Genetic analysis of ear development and tassel architecture in maize (Zea mays L. ssp. mays)

Mayor, Maria
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Yield potential of maize (Zea mays L.) has been increased significantly during the last century. Along with genetic gains for grain yield, changes in other traits have included an increase in the number of ears per plant (i.e. fewer barren plants) and a reduction in tassel size. The objectives of this study were 1) to identify Quantitative Trait Loci (QTL) associated with number of ears per plant (EPP), growing degree units to anthesis (GDU), plant height (PH) and tassel architectural traits, and 2) to evaluate the consistency of the QTL across environments. A population of 218 recombinant inbred lines (RILs) derived from two nearly isogenic inbreds, C103 and C103AP was evaluated for EPP, GDU, PH and four tassel architectural traits. The genetic map of 123 Simple Sequence Repeat (SSR) loci covered 894 cM. At least 5 novel regions for EPP were detected on chromosomes 2, 3, 6, 8 and 9. A region flanked by loci umc1858 and umc1309, on chromosome 8 (bins 8.04-8.05; a bin is an arbitrary subdivision of the maize genome based on a set of core markers) had a major influence on EPP, PH and GDU to anthesis. With respect to tassel morphology, a total of 32 QTL were identified for tassel branch number (TBN), tassel length (TL), central spike (CSL) and branching zone length (BZL). The majority of these QTL were located on chromosomes 1, 2, 3, 4 and 8. The QTL for TBN, TL and CSL with strong association to the phenotypic variance were located in bins 2.01, 2.06, 2.08 and 9.03. In these bins candidate genes and QTL have not been identified; therefore, this is the first report of a biological function with respect to tassel morphology for those regions in the genome. Comprehensive descriptions of the QTL related to the traits evaluated in this study are provided in the individual chapters of this dissertation. Many results found have not been described previously in the literature and will contribute to the current knowledge. Finally, further study of these regions is required for better understanding of the genetic factors affecting meristem initiation, maintenance and development in maize.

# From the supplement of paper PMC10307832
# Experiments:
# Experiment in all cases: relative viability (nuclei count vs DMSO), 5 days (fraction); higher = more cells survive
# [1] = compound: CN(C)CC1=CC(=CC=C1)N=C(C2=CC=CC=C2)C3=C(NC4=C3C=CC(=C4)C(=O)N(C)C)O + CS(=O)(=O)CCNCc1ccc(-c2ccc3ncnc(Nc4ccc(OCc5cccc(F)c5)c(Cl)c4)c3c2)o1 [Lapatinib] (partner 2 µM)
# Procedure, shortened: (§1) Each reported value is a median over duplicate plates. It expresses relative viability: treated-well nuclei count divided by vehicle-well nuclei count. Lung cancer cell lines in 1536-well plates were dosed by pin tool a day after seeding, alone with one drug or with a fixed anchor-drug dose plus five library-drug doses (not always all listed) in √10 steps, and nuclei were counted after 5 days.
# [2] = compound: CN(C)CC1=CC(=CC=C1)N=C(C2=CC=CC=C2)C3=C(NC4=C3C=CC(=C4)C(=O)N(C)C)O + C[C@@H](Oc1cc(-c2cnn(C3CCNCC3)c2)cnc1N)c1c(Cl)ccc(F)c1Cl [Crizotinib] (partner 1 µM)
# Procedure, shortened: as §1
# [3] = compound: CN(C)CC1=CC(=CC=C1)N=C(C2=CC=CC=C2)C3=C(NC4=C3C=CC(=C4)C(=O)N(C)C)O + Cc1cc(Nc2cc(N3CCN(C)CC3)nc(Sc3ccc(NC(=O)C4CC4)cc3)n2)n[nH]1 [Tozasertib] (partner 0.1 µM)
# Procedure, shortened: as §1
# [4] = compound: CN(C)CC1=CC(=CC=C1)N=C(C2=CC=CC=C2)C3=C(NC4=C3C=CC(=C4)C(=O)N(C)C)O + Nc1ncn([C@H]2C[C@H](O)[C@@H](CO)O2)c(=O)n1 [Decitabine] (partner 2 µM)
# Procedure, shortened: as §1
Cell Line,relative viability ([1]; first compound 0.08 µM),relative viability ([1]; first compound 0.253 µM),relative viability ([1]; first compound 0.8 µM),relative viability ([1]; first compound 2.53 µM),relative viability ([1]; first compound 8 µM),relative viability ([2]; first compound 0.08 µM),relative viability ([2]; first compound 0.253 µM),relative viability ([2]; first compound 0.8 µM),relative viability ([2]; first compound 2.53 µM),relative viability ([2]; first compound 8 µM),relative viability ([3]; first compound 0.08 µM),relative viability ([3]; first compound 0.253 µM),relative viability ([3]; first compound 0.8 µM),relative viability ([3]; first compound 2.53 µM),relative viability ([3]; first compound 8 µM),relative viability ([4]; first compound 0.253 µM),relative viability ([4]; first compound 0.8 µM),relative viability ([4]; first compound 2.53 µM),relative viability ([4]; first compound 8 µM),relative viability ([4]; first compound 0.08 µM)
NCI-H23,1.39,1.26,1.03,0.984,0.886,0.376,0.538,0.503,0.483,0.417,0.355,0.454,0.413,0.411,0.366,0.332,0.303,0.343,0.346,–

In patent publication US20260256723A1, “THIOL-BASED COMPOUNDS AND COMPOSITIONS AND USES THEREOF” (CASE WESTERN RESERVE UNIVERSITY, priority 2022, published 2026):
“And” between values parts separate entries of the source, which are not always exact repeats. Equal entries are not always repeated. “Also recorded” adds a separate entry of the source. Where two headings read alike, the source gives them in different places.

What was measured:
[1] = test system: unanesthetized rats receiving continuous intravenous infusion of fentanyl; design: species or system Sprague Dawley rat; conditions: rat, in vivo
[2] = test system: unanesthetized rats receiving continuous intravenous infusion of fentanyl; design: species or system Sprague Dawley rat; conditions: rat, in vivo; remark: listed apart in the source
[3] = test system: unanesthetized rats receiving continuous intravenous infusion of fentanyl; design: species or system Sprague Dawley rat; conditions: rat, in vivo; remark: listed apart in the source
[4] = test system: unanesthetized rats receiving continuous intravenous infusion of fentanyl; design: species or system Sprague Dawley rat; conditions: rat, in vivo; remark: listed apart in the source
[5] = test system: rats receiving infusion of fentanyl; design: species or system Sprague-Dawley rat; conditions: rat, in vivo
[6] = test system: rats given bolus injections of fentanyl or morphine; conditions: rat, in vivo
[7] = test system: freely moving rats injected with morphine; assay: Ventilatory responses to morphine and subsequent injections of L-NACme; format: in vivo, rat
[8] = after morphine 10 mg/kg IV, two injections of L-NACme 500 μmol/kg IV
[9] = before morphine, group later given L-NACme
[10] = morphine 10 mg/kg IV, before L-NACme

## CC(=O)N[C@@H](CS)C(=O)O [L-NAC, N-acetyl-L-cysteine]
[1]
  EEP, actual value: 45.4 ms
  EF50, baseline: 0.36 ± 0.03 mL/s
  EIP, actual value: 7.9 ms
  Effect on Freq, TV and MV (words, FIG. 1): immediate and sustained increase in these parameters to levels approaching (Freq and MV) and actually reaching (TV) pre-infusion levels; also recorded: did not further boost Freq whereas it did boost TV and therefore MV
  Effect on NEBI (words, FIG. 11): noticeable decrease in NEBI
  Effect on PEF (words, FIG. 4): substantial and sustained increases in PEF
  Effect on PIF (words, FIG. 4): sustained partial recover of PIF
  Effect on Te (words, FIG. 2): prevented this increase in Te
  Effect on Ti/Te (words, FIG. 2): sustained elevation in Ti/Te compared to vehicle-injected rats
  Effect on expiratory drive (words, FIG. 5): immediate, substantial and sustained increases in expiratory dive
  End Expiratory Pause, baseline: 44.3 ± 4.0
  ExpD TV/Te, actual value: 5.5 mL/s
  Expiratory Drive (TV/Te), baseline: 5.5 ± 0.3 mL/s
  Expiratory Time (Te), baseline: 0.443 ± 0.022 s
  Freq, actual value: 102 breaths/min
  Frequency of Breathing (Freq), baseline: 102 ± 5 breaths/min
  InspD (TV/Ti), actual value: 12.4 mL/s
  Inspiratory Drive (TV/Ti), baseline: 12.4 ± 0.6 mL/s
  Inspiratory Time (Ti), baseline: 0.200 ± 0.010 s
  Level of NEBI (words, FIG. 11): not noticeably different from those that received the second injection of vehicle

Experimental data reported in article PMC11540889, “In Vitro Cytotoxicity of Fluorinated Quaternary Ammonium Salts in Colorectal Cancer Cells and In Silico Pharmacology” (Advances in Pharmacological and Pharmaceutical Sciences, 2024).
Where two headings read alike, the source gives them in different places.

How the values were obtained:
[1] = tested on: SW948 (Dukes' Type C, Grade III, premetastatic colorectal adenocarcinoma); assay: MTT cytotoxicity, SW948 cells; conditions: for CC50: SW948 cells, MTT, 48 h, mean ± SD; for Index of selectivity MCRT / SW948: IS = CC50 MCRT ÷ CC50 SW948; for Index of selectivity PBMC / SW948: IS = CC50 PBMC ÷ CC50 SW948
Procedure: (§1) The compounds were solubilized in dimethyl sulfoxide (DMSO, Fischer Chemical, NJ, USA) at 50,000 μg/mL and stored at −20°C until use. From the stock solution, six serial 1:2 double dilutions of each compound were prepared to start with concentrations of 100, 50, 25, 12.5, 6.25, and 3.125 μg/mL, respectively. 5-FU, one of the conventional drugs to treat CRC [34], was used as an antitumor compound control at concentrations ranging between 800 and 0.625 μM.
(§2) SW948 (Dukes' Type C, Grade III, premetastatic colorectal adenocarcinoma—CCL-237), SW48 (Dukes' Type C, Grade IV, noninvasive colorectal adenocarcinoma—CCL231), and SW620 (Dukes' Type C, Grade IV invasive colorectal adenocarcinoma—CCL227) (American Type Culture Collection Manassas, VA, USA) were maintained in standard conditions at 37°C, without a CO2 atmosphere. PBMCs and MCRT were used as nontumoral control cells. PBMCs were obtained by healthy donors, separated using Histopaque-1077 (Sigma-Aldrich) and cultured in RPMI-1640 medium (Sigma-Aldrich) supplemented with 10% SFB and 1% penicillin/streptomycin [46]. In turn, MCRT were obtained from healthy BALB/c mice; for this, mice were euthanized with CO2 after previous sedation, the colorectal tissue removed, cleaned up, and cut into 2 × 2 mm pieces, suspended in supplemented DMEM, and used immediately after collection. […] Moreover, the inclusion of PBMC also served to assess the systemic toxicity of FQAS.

Genetic mapping, maize, prolificacy, tassel architecture